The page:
Hiker Rescued After Being Hit By Train While Hiking to Mossbrae Falls

A man was air rescued by the CHP – Northern Division Air Operations on Monday after being hit by a train while hiking to Mossbrae Falls.

33-year-old Kyle Hutchison was hiking to the popular waterfall along the railroad tracks in Dunsmuir with his headphones on when he was struck by the train. Hutchison was new to the area and believed the train tracks were not currently in service. The train was moving 10 miles per hour at the time and an audible warning horn was sounded several times prior to the collision. Hutchison was able to move out of the way at the last minute, but still hit the right-front part of the train.

Dispatch received a 911 call around 11 am and Siskiyou County Sheriff’s Office Deputies Mike Burns and Kelly Towers responded to the area, along with the Dunsmuir-Castella Volunteer Fire Department, Mt. Shasta City Fire Department, and Mt. Shasta Ambulance. Hutchison was air lifted to Mercy Medical Center where he remains stable.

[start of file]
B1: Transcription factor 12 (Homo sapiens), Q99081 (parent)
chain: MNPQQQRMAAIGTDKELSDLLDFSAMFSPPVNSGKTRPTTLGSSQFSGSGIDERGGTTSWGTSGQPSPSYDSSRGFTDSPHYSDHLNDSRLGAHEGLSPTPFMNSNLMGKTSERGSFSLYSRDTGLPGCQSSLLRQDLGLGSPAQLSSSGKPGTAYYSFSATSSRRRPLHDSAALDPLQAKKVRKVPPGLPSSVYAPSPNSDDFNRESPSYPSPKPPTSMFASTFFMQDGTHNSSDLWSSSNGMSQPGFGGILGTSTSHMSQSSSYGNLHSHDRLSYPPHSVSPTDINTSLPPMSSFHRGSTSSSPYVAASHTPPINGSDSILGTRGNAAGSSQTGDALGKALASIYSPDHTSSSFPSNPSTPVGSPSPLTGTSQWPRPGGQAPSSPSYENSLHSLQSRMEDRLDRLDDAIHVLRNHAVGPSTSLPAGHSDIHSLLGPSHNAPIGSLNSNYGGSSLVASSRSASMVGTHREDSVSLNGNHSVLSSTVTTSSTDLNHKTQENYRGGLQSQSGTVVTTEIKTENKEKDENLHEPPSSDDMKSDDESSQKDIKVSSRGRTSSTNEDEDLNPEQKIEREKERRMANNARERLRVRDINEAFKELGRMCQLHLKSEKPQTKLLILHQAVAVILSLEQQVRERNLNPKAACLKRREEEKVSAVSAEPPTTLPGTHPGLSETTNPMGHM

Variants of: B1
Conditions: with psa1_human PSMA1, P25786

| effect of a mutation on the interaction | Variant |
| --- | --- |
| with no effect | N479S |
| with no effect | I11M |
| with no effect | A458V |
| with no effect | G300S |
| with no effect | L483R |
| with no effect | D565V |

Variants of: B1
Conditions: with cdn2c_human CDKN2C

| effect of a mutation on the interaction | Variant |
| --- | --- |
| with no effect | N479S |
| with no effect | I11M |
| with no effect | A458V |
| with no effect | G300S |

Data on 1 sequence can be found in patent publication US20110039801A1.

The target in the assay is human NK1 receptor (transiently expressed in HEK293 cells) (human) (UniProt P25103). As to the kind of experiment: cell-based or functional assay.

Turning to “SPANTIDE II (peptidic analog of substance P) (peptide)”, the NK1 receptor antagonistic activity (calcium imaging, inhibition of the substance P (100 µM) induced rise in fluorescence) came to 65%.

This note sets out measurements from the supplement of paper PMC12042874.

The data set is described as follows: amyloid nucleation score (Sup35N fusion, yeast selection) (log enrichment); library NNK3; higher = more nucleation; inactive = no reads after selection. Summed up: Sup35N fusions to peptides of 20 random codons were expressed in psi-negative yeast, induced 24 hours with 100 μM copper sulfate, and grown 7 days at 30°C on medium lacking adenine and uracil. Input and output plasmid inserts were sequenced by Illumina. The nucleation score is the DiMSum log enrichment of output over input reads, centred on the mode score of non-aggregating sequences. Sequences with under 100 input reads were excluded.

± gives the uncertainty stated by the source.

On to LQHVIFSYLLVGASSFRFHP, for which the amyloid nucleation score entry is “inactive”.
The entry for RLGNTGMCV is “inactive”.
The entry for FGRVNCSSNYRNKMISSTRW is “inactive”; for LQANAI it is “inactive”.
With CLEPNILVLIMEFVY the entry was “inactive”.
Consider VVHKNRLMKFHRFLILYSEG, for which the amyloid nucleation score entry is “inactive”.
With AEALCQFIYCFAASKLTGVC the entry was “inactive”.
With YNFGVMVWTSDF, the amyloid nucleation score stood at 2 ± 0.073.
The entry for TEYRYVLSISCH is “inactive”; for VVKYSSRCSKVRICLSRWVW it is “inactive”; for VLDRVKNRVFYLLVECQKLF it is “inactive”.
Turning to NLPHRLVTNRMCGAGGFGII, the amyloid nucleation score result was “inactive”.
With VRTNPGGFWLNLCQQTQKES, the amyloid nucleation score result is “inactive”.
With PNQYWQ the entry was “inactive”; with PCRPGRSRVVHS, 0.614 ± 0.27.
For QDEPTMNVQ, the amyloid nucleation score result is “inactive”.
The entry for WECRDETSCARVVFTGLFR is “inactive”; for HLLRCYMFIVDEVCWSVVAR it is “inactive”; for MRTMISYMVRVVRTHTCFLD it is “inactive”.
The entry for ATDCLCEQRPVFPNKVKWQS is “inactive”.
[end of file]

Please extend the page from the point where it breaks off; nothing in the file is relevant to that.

“We are grateful Mr. Hutchinson survived this potentially fatal encounter with a moving train,” said Siskiyou County Sheriff Jon Lopey.

Mossbrae Falls is actually a series of springs that burst from the cliffs above the Sacramento River and then rain down into the water. It’s composed of two primary clusters of spring-fed waterfalls, which reach about 50 feet high and 150 feet wide. The presence of the river beneath the falls enhances the scene and makes for one of the prettiest sights in the Shasta area. There are numerous springs feeding the falls so they are great year-round.

The problem with the waterfall is it’s very hard to access for hikers. The only way to access the falls is by trespassing along an active railway, and visitors must walk within a few feet of passing trains. Several years ago, a sightseer was struck by a train and severely injured.

There is currently a plan for a new trailhead to allow hikers safe and legal access to the falls. The plan for the trail, which has made significant progress over the past 18 months, would place a trailhead at the end of the Hedge Creek Falls trail and continue to a newly-constructed pedestrian suspension bridge across the Sacramento River. The trail would continue north through a forested area below the train tracks and along the river, ending at Mossbrae Falls.

Until then, getting to the falls remains dangerous, and technically illegal.


Active NorCal

Northern California's Outdoor Digital Newsmagazine

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